I'd guess that Satan is an imitation of Ahriman.
You would be wrong unless you have proof of chain of custody as it were. Do you have direct evidence that any Hebrew wrote about Satan simply as a recording of something they already believed? Since there isn't any physical evidence that has ever been discovered to where a biblical author claimed inspiration from an existing story this is clearly confusing cause and effect fallacy. It reminds me of people who think Sargon was an influence on the story of Moses. River societies had a tradition of putting infants in baskets and putting them in rivers. In this case the physical evidence of the writing suggests , if anything, that the parallels were added to the story of Sargon. The earliest physical evidence of when the stories were written are clearly in favor of Moses as he has written tablets that are dated 300 years earlier than anything mentioning Sargons' river story. Yet because Sargon existed before Moses everyone ignores this little bit of information when stories need to be claimed as plagiarized.
Unless you can prove what's in the mind of someone else similarities are irrelevant.
keithprosser
Posts: 2,075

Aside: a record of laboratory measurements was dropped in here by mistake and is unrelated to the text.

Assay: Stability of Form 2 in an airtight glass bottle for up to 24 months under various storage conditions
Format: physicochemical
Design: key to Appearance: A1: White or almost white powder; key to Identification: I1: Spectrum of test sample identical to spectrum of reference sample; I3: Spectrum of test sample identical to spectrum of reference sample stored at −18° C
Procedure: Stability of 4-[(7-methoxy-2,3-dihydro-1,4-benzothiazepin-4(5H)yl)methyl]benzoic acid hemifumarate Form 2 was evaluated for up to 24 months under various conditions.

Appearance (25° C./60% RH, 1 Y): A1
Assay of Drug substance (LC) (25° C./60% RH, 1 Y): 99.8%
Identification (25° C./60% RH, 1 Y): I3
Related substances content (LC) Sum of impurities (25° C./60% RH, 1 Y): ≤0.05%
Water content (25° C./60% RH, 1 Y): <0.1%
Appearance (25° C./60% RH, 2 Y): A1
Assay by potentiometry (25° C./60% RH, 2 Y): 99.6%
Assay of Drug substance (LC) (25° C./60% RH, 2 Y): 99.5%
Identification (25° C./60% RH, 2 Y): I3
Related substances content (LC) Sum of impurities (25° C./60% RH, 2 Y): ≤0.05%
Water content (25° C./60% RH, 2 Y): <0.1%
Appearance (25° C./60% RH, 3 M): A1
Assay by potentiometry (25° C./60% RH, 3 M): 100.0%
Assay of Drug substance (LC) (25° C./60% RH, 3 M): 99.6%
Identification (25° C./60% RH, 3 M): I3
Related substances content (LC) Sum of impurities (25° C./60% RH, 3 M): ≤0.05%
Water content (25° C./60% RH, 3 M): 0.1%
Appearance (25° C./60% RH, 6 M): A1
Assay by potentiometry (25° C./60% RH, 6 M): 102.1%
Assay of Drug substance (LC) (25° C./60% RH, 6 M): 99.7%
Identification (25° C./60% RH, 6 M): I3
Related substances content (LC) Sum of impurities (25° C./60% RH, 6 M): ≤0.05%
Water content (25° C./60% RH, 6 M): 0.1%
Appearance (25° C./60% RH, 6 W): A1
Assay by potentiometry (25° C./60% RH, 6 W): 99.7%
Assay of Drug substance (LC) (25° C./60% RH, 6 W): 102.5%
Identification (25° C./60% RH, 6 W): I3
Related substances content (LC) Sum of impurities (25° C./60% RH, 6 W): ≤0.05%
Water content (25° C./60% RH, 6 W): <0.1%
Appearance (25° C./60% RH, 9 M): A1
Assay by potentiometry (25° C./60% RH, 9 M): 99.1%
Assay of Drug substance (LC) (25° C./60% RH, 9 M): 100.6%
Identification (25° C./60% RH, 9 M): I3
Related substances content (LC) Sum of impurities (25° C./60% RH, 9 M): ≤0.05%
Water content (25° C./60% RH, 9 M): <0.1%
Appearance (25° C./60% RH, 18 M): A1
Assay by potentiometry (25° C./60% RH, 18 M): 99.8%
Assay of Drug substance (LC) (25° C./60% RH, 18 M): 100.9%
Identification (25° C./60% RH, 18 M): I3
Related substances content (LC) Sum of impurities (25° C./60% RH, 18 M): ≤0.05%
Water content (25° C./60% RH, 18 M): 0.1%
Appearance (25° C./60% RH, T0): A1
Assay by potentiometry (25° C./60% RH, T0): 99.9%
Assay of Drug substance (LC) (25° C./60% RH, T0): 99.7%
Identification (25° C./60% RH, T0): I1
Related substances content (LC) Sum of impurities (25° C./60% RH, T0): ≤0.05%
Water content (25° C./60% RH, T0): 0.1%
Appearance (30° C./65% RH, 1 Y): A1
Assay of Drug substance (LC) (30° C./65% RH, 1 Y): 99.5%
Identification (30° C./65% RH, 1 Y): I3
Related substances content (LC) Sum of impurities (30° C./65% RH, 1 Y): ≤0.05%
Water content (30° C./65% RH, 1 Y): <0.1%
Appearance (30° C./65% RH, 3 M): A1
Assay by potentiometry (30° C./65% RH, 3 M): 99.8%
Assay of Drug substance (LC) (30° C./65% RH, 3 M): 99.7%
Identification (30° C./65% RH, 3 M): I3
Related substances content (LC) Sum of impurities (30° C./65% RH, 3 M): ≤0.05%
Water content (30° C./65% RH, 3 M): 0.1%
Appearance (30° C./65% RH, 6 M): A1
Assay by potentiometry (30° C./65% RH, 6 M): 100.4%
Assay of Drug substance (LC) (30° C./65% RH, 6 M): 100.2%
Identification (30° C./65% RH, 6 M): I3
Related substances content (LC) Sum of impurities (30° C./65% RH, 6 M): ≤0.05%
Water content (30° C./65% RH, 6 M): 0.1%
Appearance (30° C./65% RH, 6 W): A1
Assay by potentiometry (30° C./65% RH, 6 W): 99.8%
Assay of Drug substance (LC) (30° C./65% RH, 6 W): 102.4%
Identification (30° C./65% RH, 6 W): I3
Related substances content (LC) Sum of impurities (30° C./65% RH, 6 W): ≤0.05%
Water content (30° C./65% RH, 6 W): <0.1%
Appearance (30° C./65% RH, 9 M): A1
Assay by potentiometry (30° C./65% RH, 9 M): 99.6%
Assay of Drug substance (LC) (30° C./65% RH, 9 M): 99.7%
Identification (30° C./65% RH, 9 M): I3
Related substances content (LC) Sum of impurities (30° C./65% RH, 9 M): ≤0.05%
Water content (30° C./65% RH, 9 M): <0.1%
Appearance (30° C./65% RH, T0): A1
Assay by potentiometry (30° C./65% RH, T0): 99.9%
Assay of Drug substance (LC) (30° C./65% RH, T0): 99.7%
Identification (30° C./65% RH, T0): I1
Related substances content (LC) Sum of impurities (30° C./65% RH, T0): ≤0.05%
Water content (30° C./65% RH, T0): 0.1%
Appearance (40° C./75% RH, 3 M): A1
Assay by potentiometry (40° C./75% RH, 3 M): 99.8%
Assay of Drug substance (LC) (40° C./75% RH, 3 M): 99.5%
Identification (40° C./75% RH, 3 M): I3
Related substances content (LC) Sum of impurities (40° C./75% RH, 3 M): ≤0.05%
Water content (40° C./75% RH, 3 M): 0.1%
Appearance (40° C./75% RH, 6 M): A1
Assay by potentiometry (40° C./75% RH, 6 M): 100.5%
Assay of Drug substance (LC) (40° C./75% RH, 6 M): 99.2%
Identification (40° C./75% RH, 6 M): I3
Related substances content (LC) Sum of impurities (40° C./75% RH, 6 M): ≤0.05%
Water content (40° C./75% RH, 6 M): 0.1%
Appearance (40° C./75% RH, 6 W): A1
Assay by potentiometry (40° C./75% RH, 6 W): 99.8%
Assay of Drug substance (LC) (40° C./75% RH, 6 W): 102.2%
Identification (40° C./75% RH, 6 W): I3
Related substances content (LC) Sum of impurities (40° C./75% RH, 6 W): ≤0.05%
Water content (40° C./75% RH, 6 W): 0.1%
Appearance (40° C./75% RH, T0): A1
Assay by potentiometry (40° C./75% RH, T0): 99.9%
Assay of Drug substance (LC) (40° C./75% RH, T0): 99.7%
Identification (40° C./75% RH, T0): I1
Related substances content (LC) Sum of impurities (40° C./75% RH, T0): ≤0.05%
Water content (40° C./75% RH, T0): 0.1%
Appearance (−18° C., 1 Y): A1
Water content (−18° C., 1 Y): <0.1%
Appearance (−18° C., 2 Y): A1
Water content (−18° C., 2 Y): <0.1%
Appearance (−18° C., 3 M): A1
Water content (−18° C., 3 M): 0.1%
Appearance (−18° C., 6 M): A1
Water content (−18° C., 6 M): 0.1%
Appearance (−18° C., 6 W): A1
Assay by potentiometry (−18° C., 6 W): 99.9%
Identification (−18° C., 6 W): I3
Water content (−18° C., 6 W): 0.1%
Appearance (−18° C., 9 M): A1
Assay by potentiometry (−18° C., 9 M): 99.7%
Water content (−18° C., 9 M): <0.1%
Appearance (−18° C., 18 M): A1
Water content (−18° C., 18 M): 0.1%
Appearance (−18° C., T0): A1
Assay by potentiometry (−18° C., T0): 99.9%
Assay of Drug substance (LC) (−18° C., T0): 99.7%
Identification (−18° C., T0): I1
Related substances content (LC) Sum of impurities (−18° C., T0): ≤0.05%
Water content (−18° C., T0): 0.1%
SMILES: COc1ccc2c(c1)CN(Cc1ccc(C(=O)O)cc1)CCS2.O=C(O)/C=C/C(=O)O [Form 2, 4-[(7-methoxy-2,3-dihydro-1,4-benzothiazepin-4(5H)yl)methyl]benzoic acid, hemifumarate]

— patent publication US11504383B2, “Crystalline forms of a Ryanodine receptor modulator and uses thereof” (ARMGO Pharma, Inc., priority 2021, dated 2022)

Add as Friend
Challenge to a Debate
Send a Message
10/27/2016 11:53:01 AM
Posted: 1 month ago
I'd concede that without proof I could be wrong, but not that I am definitely wrong.
You make a fair point that it is perfectly possible for the Hebrews to come up with their own dualistic counterart to god - it's not a difficult concept. But I think the Jews changed their religious practices quite radically as a result of the Babylonin exile so 'borrowing' Ahriman from the Persians around that time is not too unreasonable.

I am not aware of any very early documetary evidence for Moses, paticularly evidence of the 'Babe in the bullrushes' episode. If the earliest documentary evidence for that is Exodus then it may not date to much before the 6th century BCE which is when the Bible was compiled, ie after the date of the Sargon tablet.